WIPO Arbitration and Mediation Center
ADMINISTRATIVE PANEL DECISION
Novartis AG v. Domain Administrator, See PrivacyGuardian.org / Vu Duc Toan, Hoc Vien Marketing Online
Case No. D2020-2145
1. The Parties
The Complainant is Novartis AG, Switzerland, represented by BrandIT GmbH, Switzerland.
The Respondent is Domain Administrator, See PrivacyGuardian.org, United States of America (“United States”) / Vu Duc Toan, Hoc Vien Marketing Online, Viet Nam.
2. The Domain Name and Registrar
The disputed domain name <novartiscs.icu> is registered with NameSilo, LLC (the “Registrar”).
3. Procedural History
The Complaint was filed with the WIPO Arbitration and Mediation Center (the “Center”) on August 14, 2020. On August 14, 2020, the Center transmitted by email to the Registrar a request for registrar verification in connection with the disputed domain name. On August 14, 2020, the Registrar transmitted by email to the Center its verification response disclosing registrant and contact information for the disputed domain name which differed from the named Respondent and contact information in the Complaint. The Center sent an email communication to the Complainant on August 27, 2020 providing the registrant and contact information disclosed by the Registrar, and inviting the Complainant to submit an amendment to the Complaint. The Complainant filed an amended Complaint on September 1, 2020. The original Complaint and amended Complaint concerned the disputed domain name together with another domain name <novartisgroup.com>. The Complainant and the registrant of this other disputed domain name resolved that portion of the dispute through settlement, which left only the current disputed domain name in this case.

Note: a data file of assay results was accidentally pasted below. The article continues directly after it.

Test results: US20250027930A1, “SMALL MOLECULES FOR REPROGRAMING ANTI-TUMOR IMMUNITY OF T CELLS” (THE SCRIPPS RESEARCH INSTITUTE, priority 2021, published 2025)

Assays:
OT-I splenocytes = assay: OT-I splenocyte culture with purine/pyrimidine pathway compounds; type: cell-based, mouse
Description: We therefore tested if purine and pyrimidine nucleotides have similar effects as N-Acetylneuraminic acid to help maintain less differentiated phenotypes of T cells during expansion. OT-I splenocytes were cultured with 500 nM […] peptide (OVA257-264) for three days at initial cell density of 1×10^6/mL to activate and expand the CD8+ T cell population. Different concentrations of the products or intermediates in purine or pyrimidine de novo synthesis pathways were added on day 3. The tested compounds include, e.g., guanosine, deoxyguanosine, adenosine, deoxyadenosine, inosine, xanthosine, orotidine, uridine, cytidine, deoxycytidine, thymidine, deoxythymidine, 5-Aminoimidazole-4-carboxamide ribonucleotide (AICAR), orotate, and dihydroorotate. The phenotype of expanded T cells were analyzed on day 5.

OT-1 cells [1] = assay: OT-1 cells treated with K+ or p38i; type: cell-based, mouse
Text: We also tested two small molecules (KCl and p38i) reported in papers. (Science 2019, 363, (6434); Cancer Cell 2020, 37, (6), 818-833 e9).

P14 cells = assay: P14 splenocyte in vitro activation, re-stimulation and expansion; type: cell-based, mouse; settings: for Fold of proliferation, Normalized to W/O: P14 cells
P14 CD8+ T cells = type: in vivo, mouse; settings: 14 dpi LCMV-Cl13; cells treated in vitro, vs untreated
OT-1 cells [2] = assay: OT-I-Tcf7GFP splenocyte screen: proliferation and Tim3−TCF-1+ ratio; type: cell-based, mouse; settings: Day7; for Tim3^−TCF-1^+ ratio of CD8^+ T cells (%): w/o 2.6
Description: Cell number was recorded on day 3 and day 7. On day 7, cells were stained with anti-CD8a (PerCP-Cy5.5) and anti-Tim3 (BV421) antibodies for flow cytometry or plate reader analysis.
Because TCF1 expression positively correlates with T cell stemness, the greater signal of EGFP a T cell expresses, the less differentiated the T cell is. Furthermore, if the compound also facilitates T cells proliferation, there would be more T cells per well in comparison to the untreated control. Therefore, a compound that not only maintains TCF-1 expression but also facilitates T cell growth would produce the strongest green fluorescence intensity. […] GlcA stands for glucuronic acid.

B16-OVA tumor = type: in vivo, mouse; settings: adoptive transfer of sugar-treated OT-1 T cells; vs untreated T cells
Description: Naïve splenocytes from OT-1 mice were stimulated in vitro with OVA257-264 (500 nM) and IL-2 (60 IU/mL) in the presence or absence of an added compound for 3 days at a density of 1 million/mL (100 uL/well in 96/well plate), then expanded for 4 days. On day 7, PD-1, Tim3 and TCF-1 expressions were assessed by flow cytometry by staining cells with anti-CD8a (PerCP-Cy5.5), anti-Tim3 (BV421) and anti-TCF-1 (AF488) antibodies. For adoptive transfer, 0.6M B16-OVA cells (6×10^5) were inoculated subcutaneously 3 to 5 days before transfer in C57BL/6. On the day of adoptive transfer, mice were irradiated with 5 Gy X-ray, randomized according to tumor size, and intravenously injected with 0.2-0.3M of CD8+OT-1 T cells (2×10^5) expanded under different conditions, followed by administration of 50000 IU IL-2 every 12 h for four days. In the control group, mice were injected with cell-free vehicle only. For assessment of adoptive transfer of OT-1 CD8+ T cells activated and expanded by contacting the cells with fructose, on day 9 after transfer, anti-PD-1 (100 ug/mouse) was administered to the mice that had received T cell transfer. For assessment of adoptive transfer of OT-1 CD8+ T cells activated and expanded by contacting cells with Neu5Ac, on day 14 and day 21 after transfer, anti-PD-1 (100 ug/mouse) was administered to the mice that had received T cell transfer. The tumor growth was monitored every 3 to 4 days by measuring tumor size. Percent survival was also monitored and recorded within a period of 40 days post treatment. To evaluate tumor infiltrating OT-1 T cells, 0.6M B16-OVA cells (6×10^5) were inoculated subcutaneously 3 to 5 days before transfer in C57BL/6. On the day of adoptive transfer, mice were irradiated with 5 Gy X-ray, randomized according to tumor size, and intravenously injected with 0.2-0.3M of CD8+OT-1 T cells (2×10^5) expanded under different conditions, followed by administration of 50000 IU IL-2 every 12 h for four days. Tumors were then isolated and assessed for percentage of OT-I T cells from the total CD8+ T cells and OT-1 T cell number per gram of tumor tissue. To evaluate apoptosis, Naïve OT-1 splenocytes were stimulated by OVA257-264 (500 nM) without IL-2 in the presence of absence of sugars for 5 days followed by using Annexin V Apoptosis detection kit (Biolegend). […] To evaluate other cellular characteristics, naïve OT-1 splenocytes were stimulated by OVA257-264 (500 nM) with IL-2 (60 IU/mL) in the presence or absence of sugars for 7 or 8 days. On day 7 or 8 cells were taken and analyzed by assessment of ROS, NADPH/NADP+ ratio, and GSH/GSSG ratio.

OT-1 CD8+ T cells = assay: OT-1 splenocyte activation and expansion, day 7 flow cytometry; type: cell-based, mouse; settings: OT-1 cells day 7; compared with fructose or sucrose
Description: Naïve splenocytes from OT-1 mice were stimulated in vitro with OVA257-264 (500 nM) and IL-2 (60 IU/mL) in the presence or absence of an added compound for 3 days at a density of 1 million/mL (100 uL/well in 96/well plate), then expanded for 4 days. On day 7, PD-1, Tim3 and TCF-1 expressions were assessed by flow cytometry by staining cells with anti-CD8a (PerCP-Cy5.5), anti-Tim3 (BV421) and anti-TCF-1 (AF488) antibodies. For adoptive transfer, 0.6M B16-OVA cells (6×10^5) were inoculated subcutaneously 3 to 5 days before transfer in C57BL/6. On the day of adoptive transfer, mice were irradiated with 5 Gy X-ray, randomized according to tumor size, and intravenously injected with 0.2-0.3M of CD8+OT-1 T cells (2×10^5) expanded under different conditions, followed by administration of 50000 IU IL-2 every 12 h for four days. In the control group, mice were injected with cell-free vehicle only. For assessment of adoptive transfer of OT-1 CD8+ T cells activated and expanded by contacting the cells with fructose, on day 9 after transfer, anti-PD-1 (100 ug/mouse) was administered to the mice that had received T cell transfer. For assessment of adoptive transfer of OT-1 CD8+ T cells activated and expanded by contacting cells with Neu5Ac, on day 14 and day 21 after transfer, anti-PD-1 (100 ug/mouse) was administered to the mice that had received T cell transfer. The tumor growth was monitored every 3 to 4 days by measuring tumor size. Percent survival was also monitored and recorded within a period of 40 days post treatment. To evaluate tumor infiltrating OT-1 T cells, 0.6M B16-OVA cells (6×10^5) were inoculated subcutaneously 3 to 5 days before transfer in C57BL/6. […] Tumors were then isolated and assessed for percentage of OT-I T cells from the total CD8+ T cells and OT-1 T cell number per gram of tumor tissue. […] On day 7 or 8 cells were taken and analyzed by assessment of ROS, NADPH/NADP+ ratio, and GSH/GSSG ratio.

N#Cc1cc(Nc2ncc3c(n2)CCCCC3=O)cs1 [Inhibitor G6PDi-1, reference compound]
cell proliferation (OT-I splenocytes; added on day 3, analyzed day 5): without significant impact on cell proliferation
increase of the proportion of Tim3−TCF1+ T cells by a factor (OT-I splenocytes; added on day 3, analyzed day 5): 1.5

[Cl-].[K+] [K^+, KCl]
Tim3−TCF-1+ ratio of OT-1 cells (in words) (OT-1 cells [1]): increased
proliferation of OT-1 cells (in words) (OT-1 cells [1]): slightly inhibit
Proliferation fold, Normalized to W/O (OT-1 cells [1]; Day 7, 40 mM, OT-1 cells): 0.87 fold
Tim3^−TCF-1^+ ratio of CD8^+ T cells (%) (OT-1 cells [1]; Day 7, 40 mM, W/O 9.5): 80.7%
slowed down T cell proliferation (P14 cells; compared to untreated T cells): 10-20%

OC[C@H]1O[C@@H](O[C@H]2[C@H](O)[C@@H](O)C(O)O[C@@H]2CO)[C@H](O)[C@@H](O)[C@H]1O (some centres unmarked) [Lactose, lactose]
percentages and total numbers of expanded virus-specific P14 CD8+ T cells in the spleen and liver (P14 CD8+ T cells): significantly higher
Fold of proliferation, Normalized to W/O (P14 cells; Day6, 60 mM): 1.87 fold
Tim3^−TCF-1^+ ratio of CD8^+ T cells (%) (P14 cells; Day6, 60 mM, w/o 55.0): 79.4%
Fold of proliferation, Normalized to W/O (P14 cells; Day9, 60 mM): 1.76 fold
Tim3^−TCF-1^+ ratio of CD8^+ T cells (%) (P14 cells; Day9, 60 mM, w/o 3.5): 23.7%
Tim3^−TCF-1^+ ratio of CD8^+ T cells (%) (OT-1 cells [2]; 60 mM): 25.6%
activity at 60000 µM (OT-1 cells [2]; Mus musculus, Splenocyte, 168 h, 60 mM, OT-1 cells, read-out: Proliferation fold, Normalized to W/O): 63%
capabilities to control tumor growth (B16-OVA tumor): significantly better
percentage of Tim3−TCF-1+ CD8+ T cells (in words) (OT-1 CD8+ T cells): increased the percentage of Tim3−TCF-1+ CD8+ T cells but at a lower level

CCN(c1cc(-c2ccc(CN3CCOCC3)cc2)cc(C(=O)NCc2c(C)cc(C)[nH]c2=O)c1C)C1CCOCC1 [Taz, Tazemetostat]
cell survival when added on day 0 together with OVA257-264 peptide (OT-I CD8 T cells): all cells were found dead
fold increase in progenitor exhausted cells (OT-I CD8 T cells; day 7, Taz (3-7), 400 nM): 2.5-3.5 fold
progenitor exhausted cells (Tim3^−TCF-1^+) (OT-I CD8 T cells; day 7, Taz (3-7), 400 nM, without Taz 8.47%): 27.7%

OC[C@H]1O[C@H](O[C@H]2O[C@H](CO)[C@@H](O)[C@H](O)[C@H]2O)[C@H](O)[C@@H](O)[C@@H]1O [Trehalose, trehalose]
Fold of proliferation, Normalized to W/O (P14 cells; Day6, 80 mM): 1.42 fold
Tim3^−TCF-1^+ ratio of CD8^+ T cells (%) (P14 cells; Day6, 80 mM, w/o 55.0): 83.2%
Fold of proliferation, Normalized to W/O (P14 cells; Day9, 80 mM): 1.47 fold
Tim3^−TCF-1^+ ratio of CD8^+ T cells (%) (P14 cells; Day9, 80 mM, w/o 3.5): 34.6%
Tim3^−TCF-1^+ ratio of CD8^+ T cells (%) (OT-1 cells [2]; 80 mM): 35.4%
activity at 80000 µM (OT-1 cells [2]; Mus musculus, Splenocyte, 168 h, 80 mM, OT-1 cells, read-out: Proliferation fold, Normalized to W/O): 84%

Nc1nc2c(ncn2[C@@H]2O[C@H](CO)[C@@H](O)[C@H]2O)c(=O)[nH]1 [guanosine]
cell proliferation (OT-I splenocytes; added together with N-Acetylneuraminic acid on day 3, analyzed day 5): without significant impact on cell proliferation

The Center verified that the Complaint together with the amended Complaint satisfied the formal requirements of the Uniform Domain Name Dispute Resolution Policy (the “Policy” or “UDRP”), the Rules for Uniform Domain Name Dispute Resolution Policy (the “Rules”), and the WIPO Supplemental Rules for Uniform Domain Name Dispute Resolution Policy (the “Supplemental Rules”).